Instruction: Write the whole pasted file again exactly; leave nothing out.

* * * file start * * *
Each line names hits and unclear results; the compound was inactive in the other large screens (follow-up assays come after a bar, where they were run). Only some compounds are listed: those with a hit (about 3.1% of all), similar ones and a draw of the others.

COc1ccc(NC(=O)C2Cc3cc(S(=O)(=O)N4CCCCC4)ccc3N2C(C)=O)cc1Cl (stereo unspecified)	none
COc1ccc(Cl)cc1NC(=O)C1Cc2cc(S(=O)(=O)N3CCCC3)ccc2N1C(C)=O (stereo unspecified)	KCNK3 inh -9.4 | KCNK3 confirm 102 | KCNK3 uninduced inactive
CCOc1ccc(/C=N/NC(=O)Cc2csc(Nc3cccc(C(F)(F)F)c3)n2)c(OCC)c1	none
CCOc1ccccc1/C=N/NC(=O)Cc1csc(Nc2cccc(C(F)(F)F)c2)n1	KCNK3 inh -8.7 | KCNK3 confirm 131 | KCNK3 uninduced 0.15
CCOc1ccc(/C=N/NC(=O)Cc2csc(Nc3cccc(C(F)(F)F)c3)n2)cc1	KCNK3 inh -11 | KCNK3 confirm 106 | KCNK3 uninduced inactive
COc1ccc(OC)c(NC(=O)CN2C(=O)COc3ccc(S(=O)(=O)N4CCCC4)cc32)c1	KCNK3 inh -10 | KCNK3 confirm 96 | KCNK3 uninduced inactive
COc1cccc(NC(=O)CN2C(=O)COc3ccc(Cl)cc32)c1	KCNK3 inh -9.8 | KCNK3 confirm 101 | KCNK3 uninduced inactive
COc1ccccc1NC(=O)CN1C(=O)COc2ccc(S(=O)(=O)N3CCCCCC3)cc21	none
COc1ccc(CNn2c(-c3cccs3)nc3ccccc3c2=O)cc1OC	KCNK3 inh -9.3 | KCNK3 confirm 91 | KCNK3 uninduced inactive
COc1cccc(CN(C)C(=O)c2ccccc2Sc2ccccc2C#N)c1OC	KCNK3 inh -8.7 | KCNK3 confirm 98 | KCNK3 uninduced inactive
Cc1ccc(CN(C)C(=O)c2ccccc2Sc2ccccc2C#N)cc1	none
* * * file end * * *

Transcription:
Each line names hits and unclear results; the compound was inactive in the other large screens (follow-up assays come after a bar, where they were run). Only some compounds are listed: those with a hit (about 3.1% of all), similar ones and a draw of the others.

COc1ccc(NC(=O)C2Cc3cc(S(=O)(=O)N4CCCCC4)ccc3N2C(C)=O)cc1Cl (stereo unspecified)	none
COc1ccc(Cl)cc1NC(=O)C1Cc2cc(S(=O)(=O)N3CCCC3)ccc2N1C(C)=O (stereo unspecified)	KCNK3 inh -9.4 | KCNK3 confirm 102 | KCNK3 uninduced inactive
CCOc1ccc(/C=N/NC(=O)Cc2csc(Nc3cccc(C(F)(F)F)c3)n2)c(OCC)c1	none
CCOc1ccccc1/C=N/NC(=O)Cc1csc(Nc2cccc(C(F)(F)F)c2)n1	KCNK3 inh -8.7 | KCNK3 confirm 131 | KCNK3 uninduced 0.15
CCOc1ccc(/C=N/NC(=O)Cc2csc(Nc3cccc(C(F)(F)F)c3)n2)cc1	KCNK3 inh -11 | KCNK3 confirm 106 | KCNK3 uninduced inactive
COc1ccc(OC)c(NC(=O)CN2C(=O)COc3ccc(S(=O)(=O)N4CCCC4)cc32)c1	KCNK3 inh -10 | KCNK3 confirm 96 | KCNK3 uninduced inactive
COc1cccc(NC(=O)CN2C(=O)COc3ccc(Cl)cc32)c1	KCNK3 inh -9.8 | KCNK3 confirm 101 | KCNK3 uninduced inactive
COc1ccccc1NC(=O)CN1C(=O)COc2ccc(S(=O)(=O)N3CCCCCC3)cc21	none
COc1ccc(CNn2c(-c3cccs3)nc3ccccc3c2=O)cc1OC	KCNK3 inh -9.3 | KCNK3 confirm 91 | KCNK3 uninduced inactive
COc1cccc(CN(C)C(=O)c2ccccc2Sc2ccccc2C#N)c1OC	KCNK3 inh -8.7 | KCNK3 confirm 98 | KCNK3 uninduced inactive
Cc1ccc(CN(C)C(=O)c2ccccc2Sc2ccccc2C#N)cc1	none